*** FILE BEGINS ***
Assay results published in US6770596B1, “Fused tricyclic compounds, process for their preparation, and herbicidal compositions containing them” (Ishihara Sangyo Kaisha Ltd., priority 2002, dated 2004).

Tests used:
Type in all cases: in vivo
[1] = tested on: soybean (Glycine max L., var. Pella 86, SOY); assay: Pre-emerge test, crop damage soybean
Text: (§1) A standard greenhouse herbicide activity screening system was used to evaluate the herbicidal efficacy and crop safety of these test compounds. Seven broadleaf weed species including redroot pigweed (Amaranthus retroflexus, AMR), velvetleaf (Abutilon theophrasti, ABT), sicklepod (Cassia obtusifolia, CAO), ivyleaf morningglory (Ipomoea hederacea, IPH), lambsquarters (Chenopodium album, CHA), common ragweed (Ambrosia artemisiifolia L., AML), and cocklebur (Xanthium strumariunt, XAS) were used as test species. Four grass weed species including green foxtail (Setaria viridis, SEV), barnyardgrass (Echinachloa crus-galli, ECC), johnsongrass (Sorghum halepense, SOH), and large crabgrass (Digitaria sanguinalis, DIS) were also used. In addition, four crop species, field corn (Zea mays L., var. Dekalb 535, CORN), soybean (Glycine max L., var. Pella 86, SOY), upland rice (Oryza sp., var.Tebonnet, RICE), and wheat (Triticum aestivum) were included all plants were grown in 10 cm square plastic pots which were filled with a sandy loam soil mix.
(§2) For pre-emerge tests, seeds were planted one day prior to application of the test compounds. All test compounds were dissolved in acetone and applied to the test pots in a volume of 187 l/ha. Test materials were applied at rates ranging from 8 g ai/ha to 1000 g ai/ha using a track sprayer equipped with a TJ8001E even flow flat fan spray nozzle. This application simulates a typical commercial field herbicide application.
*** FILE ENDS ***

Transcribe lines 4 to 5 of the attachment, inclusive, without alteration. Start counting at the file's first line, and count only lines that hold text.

[1] = tested on: soybean (Glycine max L., var. Pella 86, SOY); assay: Pre-emerge test, crop damage soybean
Text: (§1) A standard greenhouse herbicide activity screening system was used to evaluate the herbicidal efficacy and crop safety of these test compounds. Seven broadleaf weed species including redroot pigweed (Amaranthus retroflexus, AMR), velvetleaf (Abutilon theophrasti, ABT), sicklepod (Cassia obtusifolia, CAO), ivyleaf morningglory (Ipomoea hederacea, IPH), lambsquarters (Chenopodium album, CHA), common ragweed (Ambrosia artemisiifolia L., AML), and cocklebur (Xanthium strumariunt, XAS) were used as test species. Four grass weed species including green foxtail (Setaria viridis, SEV), barnyardgrass (Echinachloa crus-galli, ECC), johnsongrass (Sorghum halepense, SOH), and large crabgrass (Digitaria sanguinalis, DIS) were also used. In addition, four crop species, field corn (Zea mays L., var. Dekalb 535, CORN), soybean (Glycine max L., var. Pella 86, SOY), upland rice (Oryza sp., var.Tebonnet, RICE), and wheat (Triticum aestivum) were included all plants were grown in 10 cm square plastic pots which were filled with a sandy loam soil mix.